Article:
Revenge of the Pink Panther

1978

Comedy / Crime / Mystery

23
Rotten Tomatoes Critics - Certified Fresh 78%
Rotten Tomatoes Audience - Upright 70%
IMDb Rating 6.7 10 16914

Synopsis


Uploaded By: FREEMAN
Downloaded 45,248 times
June 22, 2017 at 12:14 PM

Director

Cast

Peter Sellers as Chief Insp. Jacques Clouseau
Dyan Cannon as Simone Legree
Robert Loggia as Al Marchione
Herbert Lom as Chief Insp. Charles Dreyfus
720p 1080p
714.28 MB
1280*720
English
PG
23.976 fps
1hr 39 min
P/S 3 / 16
1.49 GB
1920*1080
English
PG
23.976 fps
1hr 39 min
P/S 2 / 50

Movie Reviews

Reviewed by SylvesterFox007 9 / 10

Revenge Of The Pink Panther Is Short On Laughs But...

Peter Sellers' final performance as Inspector Jacques Clouseau is also one of the best.

Looking for a way to restore the Godfather's faith in him, a mobster (Robert Wbber), sets out to eliminate the greatest enemy of the French underworld: Clouseau, whose dumb luck has allowed him to accidentally bust crime again and again! Through a strange turn of events and a case of mistaken identity, the mobster thinks he has succeeded in killing Clousea.

The Pink Panther was originally a diamond in the first film in this series, but at this point the name has become synonymous with Clouseau. The presumed dead Inspector teams up with the villain's ex-girlfriend (Dianne Cannon) and seeks out to solve his own murder and get his "revenge." There are now glaring inconsistencies in the continuity of the series. Chief Inspector Dreyfus (Herbert Lom), who tried to take over the world and was disintegrated in the previous film is now not only alive and well but is reinstated to a position of responsibility in the police force.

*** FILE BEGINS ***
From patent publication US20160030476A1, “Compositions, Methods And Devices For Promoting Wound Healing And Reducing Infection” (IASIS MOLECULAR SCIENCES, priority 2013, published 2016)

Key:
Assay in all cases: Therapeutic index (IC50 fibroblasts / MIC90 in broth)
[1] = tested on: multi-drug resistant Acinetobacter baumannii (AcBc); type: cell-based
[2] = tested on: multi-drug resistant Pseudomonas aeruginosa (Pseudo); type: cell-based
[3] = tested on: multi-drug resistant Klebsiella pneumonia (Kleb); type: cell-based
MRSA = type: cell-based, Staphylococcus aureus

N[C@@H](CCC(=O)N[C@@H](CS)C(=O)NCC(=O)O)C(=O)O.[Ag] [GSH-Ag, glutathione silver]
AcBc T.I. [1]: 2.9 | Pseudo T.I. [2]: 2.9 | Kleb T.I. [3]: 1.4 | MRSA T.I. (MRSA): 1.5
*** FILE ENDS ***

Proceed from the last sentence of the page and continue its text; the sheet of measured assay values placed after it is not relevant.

But the Pink Panther series isn't about continuity, anyway. It's about humor. And Sellers and crew serve it up in generous quantities. While some routines are recycled from previous films, there are a few new bits that make the movie worthwhile.

There are two especially hilarious scenes. One is a trip through the insane asylum during which Clouseau has a run-in with a jealous "Hercule Poirot" (you'll see). It's subtle, clever, and very funny. The second is a sequence in which Clouseau finds out his manservant Kato (Burt Kwouk), believing Clouseau to be dead, has turned the detective's apartment into an Oriental brothel.

Then there's wacky disguises, Clouseau's ridiculous accent (crazier here than ever), and the comic "action" scenes involving shoot-outs and car chases. Kato is given a bigger sidekick role than usual here, and Sellers' final moment as Clouseau is perfect: walking off into the moonlit night, arm-in-arm with a beautiful woman, explaining what made him decide to become a policeman in the first place. This film was truly the end of an era.

Reviewed by SylvesterFox007 9 / 10

Back In The Pink

Peter Sellers' final performance as Inspector Jacques Clouseau is also one of the best.

Looking for a way to restore the Godfather's faith in him, a mobster (Robert Wbber), sets out to eliminate the greatest enemy of the French underworld: Clouseau, whose dumb luck has allowed him to accidentally bust crime again and again! Through a strange turn of events and a case of mistaken identity, the mobster thinks he has succeeded in killing Clousea.

The Pink Panther was originally a diamond in the first film in this series, but at this point the name has become synonymous with Clouseau. The presumed dead Inspector teams up with the villain's ex-girlfriend (Dianne Cannon) and seeks out to solve his own murder and get his "revenge." There are now glaring inconsistencies in the continuity of the series. Chief Inspector Dreyfus (Herbert Lom), who tried to take over the world and was disintegrated in the previous film is now not only alive and well but is reinstated to a position of responsibility in the police force.